Syria Pulse

Will Idlib buffer zone agreement see the light?

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Article Summary
The second item of the Turkish-Russian agreement on Syria’s Idlib providing for the withdrawal of jihadist organizations from the heavily demilitarized buffer zone is facing serious obstacles.

ALEPPO, Syria — Syrian regime artillery shelled the Jarjinaz village in Idlib’s eastern countryside Nov. 2, killing eight civilians. The regime forces targeted Jarjinaz with more than 50 shells during the Friday prayers.

Turkey and Russia had concluded an agreement on Sept. 17 to establish a buffer zone between the armed opposition regions and the regime-controlled areas in Idlib. According to this agreement that entered into force Oct. 15, this zone would run 15 to 20 kilometers deep and would be free of heavy weapons, including artilleries, tanks and rocket launchers.

Yet Syrian regime forces and allied militias continue to shell armed opposition areas with cannons and rifles in Idlib province, Hama’s northern countryside, Aleppo’s western countryside and Turkmen Mountain in the Latakia countryside.

The Free Syrian Army (FSA) responded by targeting regime locations in east Idlib Nov. 2.

The Turkish-Russian agreement also calls for a halt of military operations and shelling across Idlib, Hama’s northern countryside, Aleppo’s western countryside and the Turkmen Mountain in Latakia countryside. But the opposition accuses regime forces and their allied militias of continuing to breach the agreement.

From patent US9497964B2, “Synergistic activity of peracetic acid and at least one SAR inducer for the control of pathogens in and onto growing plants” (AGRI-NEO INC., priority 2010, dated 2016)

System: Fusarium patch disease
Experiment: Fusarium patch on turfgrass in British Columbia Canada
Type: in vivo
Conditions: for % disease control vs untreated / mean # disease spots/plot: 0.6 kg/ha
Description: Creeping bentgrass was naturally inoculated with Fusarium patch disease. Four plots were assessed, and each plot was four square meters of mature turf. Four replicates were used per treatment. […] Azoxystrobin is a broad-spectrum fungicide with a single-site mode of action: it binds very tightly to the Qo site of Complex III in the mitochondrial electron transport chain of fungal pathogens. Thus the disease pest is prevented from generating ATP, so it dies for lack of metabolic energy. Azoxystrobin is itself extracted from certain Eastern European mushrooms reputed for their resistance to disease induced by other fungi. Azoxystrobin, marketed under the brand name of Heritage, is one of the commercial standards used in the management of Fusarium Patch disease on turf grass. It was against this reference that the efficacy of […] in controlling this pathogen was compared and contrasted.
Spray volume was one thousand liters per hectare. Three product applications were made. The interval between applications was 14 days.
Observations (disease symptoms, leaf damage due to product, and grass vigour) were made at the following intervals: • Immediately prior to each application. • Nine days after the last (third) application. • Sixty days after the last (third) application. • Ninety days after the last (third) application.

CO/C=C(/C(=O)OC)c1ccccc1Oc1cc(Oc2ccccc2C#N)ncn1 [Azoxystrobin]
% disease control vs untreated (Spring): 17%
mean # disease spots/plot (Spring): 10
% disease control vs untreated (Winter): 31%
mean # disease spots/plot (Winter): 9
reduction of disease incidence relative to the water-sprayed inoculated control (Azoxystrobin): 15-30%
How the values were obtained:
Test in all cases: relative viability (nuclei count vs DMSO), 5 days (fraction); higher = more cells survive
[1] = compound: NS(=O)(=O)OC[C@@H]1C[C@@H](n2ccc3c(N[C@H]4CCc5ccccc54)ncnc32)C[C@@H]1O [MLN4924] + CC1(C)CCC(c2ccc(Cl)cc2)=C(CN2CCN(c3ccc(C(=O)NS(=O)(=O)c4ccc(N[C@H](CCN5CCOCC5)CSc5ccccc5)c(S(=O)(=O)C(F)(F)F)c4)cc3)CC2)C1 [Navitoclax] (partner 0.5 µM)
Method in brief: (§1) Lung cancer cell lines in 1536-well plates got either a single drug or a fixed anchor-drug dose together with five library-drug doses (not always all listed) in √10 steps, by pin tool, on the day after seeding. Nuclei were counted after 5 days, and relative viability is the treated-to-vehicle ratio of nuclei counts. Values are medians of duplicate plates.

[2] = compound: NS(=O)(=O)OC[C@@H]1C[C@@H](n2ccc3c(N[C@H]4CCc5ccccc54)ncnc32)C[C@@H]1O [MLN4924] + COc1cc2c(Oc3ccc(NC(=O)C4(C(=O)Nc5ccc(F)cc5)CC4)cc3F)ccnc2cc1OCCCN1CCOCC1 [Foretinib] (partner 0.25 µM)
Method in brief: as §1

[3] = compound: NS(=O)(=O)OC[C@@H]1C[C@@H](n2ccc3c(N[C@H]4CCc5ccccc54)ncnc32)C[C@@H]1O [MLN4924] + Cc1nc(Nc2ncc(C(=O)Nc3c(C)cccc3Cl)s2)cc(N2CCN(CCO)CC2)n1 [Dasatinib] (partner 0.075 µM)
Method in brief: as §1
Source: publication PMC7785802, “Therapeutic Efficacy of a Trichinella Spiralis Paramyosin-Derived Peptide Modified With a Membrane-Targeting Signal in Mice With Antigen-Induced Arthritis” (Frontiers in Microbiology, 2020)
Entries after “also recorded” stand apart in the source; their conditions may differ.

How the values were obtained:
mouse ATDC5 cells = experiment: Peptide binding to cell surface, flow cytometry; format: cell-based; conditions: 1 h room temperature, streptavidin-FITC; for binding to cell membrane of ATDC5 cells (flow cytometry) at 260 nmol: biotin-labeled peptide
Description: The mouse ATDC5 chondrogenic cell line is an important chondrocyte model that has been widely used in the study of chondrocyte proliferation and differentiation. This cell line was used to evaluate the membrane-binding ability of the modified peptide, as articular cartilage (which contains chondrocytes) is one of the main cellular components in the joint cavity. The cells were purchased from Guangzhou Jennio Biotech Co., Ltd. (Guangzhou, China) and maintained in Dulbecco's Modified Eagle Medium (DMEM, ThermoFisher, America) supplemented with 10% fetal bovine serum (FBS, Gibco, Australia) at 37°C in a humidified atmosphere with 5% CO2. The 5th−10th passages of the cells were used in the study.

Mostafa Bakkour, a military leader in Al-Aza Army — which is an affiliate of the FSA — told Al-Monitor, “The regime’s violations are almost daily, and the shelling is ongoing on towns and villages in the opposition-held territories using missiles and tanks. The regime militias are trying to foil the agreement.”

The National Coalition for Syrian Revolutionary and Opposition Forces condemned the shelling on Jarjinaz despite the Russian-Turkish agreement to halt the aggression.

In a statement the coalition published on its official website Nov. 2, it said, “The regime forces’ shelling of Idlib is a crime and a blatant violation of the Security Council resolutions, the International Humanitarian Law and the Geneva Convention, which incriminates targeting civilians. The attacks are a serious violation of the buffer zone agreement in Idlib.”

The coalition underlined in its statement the importance of the Idlib agreement and stressed the need to respect it and protect it from the regime’s attempts to violate and foil it. The coalition also blamed Russia for the repeated shelling on the areas included in the agreement.

Naji Mustafa, who is based in Idlib and is the spokesperson for the FSA-affiliated National Liberation Front, told Al-Monitor, “The regime’s militias did not stop targeting our areas in Idlib and the opposition-held surroundings. They carry out daily shelling with heavy artillery and machine guns, and they try to obstruct efforts to maintain the truce and implement the buffer zone agreement. FSA factions are responding by firing machine guns because heavy weapons were removed from the 15- to 20-kilometer-deep buffer zone under the Russian-Turkish agreement.”